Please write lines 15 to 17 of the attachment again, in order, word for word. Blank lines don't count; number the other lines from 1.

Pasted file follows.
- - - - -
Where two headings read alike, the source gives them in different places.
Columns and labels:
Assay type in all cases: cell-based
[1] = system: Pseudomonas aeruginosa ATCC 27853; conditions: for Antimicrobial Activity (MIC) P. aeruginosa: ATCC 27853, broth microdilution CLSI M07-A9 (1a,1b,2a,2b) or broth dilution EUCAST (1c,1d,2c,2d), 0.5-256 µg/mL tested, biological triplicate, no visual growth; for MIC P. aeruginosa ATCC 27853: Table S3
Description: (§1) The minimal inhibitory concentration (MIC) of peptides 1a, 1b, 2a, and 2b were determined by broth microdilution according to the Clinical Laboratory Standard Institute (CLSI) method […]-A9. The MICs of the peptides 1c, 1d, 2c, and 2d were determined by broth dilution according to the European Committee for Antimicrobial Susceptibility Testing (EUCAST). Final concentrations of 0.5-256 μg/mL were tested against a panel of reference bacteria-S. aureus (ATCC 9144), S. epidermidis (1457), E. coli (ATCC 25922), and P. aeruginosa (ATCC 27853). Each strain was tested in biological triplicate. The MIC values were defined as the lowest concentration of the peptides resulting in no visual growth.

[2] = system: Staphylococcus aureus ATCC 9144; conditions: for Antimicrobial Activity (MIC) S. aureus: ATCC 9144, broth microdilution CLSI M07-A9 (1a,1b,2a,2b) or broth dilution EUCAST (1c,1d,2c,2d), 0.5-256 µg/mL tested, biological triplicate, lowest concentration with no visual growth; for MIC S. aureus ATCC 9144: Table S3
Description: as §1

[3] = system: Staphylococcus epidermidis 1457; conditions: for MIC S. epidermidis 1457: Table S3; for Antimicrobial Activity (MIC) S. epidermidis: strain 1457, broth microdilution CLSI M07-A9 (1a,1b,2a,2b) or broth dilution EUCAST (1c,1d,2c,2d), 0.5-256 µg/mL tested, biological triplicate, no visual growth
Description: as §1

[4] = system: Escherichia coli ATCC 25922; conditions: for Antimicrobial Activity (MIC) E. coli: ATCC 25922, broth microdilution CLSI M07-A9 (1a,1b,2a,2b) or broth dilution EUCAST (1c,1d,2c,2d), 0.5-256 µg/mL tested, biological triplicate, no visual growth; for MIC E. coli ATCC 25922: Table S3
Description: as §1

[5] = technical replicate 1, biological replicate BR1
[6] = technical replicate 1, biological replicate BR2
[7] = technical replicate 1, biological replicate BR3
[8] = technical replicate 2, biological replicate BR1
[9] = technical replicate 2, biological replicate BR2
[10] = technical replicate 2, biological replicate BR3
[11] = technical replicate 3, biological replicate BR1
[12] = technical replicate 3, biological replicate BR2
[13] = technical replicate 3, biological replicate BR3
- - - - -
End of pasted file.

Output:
[8] = technical replicate 2, biological replicate BR1
[9] = technical replicate 2, biological replicate BR2
[10] = technical replicate 2, biological replicate BR3